As an English and speech teacher for mostly sophomores, I found myself frustrated when students seemed to be just going through the motions, looking for every shortcut available (ahem, Sparks Notes). I wanted my students to be genuinely curious about the literature we were examining or to be genuinely excited to write for an audience. The speech teacher in me wanted students antsy for their turn to communicate a message important to them and to move their peers in some way. I definitely didn’t enjoy all the absent students who were home with speech anxiety sickness on presentation day. Fortunately for both my students and me, I had an opportunity to be part of a group of English teachers who decided to take a different approach—one with inquiry as the vehicle to drive learning. I thought this month, I could share the top ten ways we made inquiry work in our 10th grade ELA classroom as well as secondary ELA classrooms I have had the opportunity to support.
First, if you aren’t clear on what inquiry is and what it looks like in a classroom, please pause for five minutes and watch John Spencer’s brilliant video. Next, you might be wondering why you might look to incorporate an inquiry stance for English/Language Arts. I found that as soon as I started making shifts, I noticed more energy, joy, excitement, and productive struggle in our learning environment. Even when I was struggling to make it work, we still had a lot more fun. The quality of the discussions, writing, analysis, discourse, and presentations were markedly higher than when I was taking a more traditional approach. This was enough for me to abandon traditional and embrace inquiry.
Here are my Top 10 Ways to Make Inquiry Work:
1.Quit teaching the book and instead focus on the benchmarks. I had to move away from teaching Of Mice and Men or Lord of the Flies or any of the other 10 books I had to choose from for English/Speech 10. When I was teaching novels, I found myself trying to help students get all of the great stuff I had gotten from the book in the 20 times I had read it in just their first read. It was killing the book and killing all student motivation to read it. Not to mention the moment reading is assigned, student motivation decreases. So instead, I focused on the benchmarks within the ELA standards and used the books as tools for student advancement. If students were citing textual evidence as they made claims about the author’s purpose, it did not matter if what they were saying was something I had noticed or taught previously.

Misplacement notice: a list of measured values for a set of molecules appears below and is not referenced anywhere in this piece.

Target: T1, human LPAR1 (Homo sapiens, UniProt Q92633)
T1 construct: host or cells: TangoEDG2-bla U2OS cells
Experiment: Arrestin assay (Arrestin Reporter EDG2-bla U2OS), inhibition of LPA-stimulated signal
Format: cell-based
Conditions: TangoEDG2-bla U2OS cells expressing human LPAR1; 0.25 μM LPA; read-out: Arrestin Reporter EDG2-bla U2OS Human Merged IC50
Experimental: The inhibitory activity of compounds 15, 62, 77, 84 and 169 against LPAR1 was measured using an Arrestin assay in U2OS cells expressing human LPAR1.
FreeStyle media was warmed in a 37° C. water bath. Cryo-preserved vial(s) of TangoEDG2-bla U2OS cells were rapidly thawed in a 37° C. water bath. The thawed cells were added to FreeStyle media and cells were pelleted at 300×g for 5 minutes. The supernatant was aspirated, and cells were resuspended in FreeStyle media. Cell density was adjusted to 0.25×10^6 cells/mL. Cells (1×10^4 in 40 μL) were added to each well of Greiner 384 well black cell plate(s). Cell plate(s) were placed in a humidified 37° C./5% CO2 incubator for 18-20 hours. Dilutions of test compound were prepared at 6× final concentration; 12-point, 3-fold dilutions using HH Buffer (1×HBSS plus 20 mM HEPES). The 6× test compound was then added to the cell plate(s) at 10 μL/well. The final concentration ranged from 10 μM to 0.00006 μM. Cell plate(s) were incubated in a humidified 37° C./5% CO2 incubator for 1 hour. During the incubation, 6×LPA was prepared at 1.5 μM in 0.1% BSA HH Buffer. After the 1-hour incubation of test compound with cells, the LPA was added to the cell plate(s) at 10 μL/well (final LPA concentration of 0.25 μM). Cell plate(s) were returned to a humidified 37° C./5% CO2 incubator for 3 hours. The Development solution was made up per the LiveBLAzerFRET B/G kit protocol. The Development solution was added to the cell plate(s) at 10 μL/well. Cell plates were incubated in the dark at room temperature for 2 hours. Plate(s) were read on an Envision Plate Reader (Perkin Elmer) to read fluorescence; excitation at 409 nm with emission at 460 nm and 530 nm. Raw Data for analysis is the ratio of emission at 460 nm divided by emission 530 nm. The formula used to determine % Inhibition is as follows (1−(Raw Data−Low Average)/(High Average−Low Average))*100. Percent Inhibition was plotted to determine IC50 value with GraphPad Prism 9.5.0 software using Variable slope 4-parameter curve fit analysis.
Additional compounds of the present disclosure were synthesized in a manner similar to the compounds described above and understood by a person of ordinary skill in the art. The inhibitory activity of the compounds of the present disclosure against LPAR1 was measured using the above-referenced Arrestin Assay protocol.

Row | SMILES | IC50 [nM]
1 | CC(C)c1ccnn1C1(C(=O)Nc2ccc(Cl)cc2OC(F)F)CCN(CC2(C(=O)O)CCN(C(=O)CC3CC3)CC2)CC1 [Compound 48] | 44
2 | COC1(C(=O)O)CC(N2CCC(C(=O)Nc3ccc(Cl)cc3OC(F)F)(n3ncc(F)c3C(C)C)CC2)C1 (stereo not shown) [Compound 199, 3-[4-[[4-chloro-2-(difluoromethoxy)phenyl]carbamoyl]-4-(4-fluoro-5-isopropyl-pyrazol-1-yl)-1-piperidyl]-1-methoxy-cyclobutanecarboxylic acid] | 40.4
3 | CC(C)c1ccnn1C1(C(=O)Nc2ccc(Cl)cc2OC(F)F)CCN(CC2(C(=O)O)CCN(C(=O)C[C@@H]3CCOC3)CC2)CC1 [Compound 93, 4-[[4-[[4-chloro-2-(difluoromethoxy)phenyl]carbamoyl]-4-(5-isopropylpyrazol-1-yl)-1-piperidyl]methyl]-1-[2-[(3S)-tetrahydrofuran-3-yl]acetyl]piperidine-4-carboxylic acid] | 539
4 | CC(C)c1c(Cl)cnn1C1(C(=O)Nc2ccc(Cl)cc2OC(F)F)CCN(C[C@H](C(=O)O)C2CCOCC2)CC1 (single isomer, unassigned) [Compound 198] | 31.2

2.Create a unit of study around a provocative question. Creating a unit of study led by an overarching question that would intrigue students gave me the freedom to stop teaching the novel and instead create conditions for students to grow in their ELA skills. I stopped teaching my Of Mice and Men unit and instead moved to a unit with the question: “What does it mean to be our ‘brother’s keeper’ and should we?” Or, “What is an individual’s duty to others?” Instead of teaching The Kite Runner, we explored: “How do we define home? Is it beneficial to understand others’ definition of home and consider revising our own definition?”
3.Move away from the whole class novel and create engaging text sets instead. Once we had overarching questions, we then moved to creating text sets. This gave students choice in what to read to explore the question and to practice ELA standards. Choice is a critical component of inquiry-based instruction. Here is an example of texts we could explore with our Finding Home unit. Notice there are picture books. Adolescents enjoy shared reading experiences and picture books provide fertile ground for rich conversation. Other texts might be used in small groups for book clubs. In this example, Kite Runner is a choice for students, not a novel we would all be reading together.
4.Stop teaching book clubs. When students were placed in book clubs, I wanted to foster conditions for authentic conversation about the books in relation to our essential question and the priority standards we were working on. I used to put students in groups and assign roles like travel tracker—you track the plot, word wizard—you share new words you’ve learned, decision detective—you decipher the major decisions being made by characters in this section, discussion director—you lead the discussion by preparing open-ended questions ahead of time. As I listened to the discussions, I found that they really were just exercises in reading completed homework out loud, one at a time, around the circle. When moving to an inquiry unit of study, all students are responsible for tracking their thinking as they read and sharing what they are thinking when in discussion. If you are interested in a rubric I created and found helpful for practice discussions, feel free to contact me for it. I am happy to send it to you in an email.